I just bought a case (6-64oz bottles) of Standayne Performance Formula additive on fleabay for $127.90 with free shipping. Each bottle treats 250 gallons of Diesel fuel. Here is the link to Alliant who bought the fuel additive business from Stanadyne. Alliant: Sales flyer: As for fuel economy improvement...fuel additives will maintain "like new" fuel economy in newer engines (prevent injector and combustion chamber deposits) and improve fuel economy close to "like new" in an older engines (depends on age and deposits). Real world improvements are typically in the 1%-2%. Again this will depend on how clean or dirty are your injectors and combustion chamber. And don't expect a fuel additive to "resolve" other mechanical issues. On another note: NEVER NEVER put gasoline in Diesel fuel. As Randy mentioned the flash point is lower but gasoline has lower cetane and NO lubricity. Diesel engines want high cetane and gasoline engines want high octane. If you don't want to treat with a fuel additive, at least blend some No. 1 Diesel for winter. Your fuel economy will drop but it will help prevent fuel gelling. Another fact about winter Diesel, the winterized fuel will vary from region to region. That is, fuel in the northern states will be treated for lower temperatures then fuel in southern areas. So if you buy fuel in the South and drive north to say New England or Canada you may have a fuel gelling issue.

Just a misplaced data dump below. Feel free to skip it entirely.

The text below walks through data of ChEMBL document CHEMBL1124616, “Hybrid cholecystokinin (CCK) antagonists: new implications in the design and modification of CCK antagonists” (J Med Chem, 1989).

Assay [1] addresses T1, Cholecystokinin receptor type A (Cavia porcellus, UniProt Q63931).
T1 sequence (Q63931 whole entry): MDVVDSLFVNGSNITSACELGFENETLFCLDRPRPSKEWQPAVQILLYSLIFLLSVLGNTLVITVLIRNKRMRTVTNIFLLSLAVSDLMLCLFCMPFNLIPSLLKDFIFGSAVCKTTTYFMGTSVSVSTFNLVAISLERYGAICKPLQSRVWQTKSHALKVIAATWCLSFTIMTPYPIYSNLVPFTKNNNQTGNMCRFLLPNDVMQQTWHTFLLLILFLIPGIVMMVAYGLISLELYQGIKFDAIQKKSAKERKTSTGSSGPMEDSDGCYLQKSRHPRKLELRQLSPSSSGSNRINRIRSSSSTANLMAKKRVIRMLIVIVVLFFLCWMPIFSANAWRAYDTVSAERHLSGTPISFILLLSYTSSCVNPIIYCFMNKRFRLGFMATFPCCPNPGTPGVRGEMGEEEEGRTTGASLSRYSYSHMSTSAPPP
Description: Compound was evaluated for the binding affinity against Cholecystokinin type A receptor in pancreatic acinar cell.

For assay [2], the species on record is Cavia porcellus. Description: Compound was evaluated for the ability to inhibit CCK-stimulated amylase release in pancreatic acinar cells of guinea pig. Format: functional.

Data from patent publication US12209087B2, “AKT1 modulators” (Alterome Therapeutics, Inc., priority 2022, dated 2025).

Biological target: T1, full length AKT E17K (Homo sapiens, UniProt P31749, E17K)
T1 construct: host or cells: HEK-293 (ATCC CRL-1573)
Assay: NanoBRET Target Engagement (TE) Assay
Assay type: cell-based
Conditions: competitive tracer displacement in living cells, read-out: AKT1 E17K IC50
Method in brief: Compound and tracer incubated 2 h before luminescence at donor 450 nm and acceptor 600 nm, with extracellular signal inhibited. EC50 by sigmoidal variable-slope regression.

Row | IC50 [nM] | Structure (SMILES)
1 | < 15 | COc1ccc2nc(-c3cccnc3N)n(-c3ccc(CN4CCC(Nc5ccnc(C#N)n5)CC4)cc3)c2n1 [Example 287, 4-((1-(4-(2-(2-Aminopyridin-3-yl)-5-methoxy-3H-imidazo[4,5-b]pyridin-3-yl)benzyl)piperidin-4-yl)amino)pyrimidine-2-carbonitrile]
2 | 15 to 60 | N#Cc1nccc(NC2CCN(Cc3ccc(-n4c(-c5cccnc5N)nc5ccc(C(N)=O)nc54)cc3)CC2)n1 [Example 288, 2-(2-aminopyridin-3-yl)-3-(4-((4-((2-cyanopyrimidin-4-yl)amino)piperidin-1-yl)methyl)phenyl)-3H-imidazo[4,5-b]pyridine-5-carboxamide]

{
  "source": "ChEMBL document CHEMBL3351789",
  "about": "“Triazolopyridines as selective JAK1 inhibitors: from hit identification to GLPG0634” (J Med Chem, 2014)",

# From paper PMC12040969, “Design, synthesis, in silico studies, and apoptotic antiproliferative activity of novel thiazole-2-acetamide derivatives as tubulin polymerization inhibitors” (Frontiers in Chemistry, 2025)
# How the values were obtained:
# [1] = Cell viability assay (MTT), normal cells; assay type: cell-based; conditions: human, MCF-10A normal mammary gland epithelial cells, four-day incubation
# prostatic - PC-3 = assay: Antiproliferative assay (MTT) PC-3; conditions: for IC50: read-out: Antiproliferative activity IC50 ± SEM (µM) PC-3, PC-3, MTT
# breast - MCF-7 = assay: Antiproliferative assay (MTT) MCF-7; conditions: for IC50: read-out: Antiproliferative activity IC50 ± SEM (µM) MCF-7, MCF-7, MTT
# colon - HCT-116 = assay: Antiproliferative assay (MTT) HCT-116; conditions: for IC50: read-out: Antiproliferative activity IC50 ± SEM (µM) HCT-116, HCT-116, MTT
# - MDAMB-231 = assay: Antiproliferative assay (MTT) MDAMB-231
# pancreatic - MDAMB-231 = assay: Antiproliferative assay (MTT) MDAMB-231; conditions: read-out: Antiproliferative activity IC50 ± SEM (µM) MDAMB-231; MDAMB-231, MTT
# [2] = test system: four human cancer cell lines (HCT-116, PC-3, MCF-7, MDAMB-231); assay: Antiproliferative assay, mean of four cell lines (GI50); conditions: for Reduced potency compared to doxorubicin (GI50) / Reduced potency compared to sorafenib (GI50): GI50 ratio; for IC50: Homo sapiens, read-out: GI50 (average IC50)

15. Fuel additives discussion

    I am a firm believer in fuel additives. In my previous life I spent many a day running field tests to develop and evaluate Diesel fuel additives. I always use Stanadyne Performance Formula in my Diesel powered vehicles/equipment. Stanadyne recently sold the additive business to Alliant Power. The same product is now called Ultraguard. I buy mine from eBay but you may have a local fuel distributor that handles this product. An alternative is Power Service brand that is available at Wally World and most truck stops. Some fuel distributors offer a "premium" Diesel fuel with additives. Get the details from them on what additive package they use and specs. ULTRAGUARD Benefits: Restores Engine Power, Torque, & Improves Fuel Economy Increases Cetane for Improved Engine Combustion Cleans Deposits & Eliminates Stiction in Common Rail Injectors Removes Water by Demulsification, Stabilizes, & Protects Against Rust & Corrosion Lubricates Fuel System Reducing Friction & Wear Provides Anti-Gel Protection & Improves Diesel Pour Point Reduces Particulates in Exhaust Aftertreatment Systems (DPF & SCR) Minimizes Filter Clogging from Asphaltenes